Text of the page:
Use our stuff for free and sell your application? That's Qt. Time to give something back

Terms for open-source C++ toolkit tweaked to encourage contribution

Qt is a cross-platform C++ framework
Qt is a cross-platform C++ application framework

The Qt Group is making changes to the terms under which its popular open-source Qt library is available to encourage more commercial licensees and a higher level of contribution from users.

Qt is a cross-platform C++ framework with official bindings for Python as well as community support for many other languages. It is suitable for embedded, mobile and desktop applications, and the company provides design tools (with support for the QML language for defining a user interface) and an IDE that runs on Windows, Linux and macOS.

It has several commercial and open-source licences: LGPL3, GPL2 and GPL3. As with many businesses based on open-source projects, it sounds as if the company is experimenting to find the right balance between the open-source ethos and what is best for business. Petteri Holländer, senior veep of product management, has posted about the changes. Specifically:

  • Installation of Qt binaries will require a Qt account
  • Offline installer and Long Term Support (LTS) releases will only be available to commercial licensees
  • A new licence aimed at "start-ups and small businesses" has been introduced, costing $499 per annum. This is a full commercial licence including development tools, but deployment licences are extra.

The rationale, spelled out in this document (PDF), is that the company wants to steer more users towards commercial licences while also doing all it can to persuade open-source users to contribute rather than merely enjoy the software for free. Insisting on an account, the company says, will encourage users to "help improve Qt in one form or another" since the bug reporting, code reviews and forums are only accessible with an account.

In addition: "It lets us open a dialogue with companies that earn money with products built with an open-source version of Qt."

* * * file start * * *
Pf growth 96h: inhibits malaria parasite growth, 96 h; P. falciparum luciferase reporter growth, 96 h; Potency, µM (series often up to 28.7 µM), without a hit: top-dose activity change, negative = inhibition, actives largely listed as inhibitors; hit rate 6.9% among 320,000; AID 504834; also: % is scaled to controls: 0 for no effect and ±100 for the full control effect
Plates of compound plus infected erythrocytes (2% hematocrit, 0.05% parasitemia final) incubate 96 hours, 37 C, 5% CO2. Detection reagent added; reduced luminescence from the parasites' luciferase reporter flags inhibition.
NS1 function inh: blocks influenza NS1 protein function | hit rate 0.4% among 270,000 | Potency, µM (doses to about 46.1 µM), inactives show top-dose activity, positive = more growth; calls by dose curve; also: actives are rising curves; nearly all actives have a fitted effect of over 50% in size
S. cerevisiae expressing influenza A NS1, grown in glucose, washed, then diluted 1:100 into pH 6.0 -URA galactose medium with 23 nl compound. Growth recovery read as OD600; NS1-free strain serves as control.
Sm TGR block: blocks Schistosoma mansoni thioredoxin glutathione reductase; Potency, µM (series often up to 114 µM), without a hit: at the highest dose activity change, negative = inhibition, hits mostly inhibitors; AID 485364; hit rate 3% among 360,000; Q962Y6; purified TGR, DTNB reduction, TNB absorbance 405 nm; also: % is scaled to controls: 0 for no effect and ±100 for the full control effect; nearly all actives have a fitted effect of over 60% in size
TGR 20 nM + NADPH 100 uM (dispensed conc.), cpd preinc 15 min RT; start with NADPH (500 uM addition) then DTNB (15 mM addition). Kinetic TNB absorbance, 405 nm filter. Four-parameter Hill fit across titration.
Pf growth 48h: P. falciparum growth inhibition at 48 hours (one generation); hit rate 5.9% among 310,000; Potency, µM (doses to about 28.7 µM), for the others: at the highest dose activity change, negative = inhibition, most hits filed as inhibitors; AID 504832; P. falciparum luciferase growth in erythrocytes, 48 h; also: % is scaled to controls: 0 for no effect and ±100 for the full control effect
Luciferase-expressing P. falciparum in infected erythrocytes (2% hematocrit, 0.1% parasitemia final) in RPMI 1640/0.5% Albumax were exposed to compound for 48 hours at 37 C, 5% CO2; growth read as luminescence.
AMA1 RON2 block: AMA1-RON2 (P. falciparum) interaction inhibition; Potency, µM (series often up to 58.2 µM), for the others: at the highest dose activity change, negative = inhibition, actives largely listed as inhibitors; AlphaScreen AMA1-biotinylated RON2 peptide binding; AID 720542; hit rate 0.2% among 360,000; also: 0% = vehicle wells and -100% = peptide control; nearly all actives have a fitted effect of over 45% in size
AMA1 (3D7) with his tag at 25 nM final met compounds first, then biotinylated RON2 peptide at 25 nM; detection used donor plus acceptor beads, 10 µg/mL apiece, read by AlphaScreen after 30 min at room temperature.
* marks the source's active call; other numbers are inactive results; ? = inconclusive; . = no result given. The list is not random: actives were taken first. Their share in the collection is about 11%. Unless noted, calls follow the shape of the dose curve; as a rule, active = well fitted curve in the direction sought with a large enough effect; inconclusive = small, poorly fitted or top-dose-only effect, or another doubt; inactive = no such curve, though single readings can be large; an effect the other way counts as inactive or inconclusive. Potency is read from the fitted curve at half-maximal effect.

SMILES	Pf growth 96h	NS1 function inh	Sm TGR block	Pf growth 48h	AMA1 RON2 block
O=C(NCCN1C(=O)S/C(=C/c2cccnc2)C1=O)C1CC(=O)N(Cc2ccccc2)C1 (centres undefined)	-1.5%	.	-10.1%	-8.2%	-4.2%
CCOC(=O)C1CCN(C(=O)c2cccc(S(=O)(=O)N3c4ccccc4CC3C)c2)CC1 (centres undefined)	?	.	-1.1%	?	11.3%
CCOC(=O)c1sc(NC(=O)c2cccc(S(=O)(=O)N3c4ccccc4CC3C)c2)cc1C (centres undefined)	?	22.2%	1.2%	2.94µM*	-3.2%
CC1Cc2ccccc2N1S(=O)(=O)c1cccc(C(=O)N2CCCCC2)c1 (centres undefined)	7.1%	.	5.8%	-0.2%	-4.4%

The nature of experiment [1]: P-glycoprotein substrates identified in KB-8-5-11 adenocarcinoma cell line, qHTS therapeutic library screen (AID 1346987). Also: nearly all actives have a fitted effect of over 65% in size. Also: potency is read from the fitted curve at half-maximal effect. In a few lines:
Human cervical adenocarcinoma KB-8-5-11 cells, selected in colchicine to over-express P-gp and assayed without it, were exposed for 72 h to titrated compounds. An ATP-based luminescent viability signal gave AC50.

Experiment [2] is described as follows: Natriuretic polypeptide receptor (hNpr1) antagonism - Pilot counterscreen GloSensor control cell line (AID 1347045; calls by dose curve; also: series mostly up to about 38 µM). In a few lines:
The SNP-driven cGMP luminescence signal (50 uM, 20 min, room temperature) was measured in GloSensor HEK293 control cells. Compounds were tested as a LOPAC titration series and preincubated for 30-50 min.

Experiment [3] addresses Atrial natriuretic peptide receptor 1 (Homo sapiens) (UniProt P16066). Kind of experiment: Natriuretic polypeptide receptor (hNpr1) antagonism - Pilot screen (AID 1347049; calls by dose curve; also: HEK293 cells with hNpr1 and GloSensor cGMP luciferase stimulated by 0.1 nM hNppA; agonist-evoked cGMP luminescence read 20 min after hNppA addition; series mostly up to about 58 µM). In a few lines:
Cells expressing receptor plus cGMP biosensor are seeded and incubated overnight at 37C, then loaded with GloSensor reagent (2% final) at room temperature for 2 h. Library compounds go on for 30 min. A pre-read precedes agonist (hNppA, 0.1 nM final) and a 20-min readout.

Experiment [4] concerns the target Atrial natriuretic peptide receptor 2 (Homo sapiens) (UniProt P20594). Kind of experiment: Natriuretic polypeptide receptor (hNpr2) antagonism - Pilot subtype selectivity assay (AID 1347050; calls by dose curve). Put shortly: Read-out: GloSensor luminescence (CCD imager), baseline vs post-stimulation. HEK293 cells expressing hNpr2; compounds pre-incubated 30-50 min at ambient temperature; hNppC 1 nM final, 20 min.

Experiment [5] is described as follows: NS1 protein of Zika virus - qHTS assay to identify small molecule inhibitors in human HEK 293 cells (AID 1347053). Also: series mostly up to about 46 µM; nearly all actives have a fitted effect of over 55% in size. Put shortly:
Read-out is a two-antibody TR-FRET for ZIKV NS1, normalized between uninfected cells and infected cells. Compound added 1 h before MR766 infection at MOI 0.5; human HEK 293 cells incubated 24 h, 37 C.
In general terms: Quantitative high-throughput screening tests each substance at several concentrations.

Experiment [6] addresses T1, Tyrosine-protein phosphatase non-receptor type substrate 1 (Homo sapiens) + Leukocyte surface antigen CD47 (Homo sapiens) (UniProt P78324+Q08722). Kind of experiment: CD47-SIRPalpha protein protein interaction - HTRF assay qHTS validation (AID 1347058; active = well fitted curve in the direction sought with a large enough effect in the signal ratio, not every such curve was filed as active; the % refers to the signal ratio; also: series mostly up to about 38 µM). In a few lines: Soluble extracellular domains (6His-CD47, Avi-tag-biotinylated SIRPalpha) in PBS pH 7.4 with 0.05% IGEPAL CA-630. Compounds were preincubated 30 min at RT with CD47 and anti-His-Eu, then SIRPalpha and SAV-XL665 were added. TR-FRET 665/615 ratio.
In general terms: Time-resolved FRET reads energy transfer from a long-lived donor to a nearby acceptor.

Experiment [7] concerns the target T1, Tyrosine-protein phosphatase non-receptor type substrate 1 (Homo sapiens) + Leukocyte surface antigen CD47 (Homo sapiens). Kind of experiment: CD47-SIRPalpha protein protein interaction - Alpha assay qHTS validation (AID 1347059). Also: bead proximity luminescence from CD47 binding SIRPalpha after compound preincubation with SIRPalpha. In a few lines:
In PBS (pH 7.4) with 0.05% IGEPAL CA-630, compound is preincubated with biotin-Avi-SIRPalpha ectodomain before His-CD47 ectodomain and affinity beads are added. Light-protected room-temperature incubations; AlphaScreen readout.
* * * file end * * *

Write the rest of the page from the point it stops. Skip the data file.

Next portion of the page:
Similarly, restricting the LTS version to commercial users means that those relying on open-source licences will need to upgrade frequently, encouraging participation.

This also means that the development process is changing so that all tweaks will now be merged first to the development branch, and then selectively back to "relevant older releases". This means that releases other then LTS will not get all the fixes.

In case you missed the message, if you download the open-source version you are first directed to a page stating: "In return for the value you receive from using Qt to create your application, you are expected to give back by contributing to Qt or buying Qt." There are also reminders of the general obligations imposed by using LGPL or GPL licences.

Qt asks open source users to consider their obligations

Qt asks open-source users to consider their obligations

Holländer said: "We believe that these changes are necessary for our business model and the Qt ecosystem as a whole."

The Qt business is based in Finland and has changed hands a few times. It started as Trolltech in 1995, was acquired by Nokia in 2008, sold to Digia in 2011/2012, and demerged from Digia in 2016. Its latest interim statement, for the July to September period of calendar '19, shows year-on-year revenue growth of 36.8 per cent to €14.7m, an operating margin of 0.5 per cent, and a loss per share of €0.01, which the CEO attributes to "growth investments". Headcount increased from 295 to 339. The fact that revenue is growing nicely suggests that the company's open-source strategy is working fine. ®

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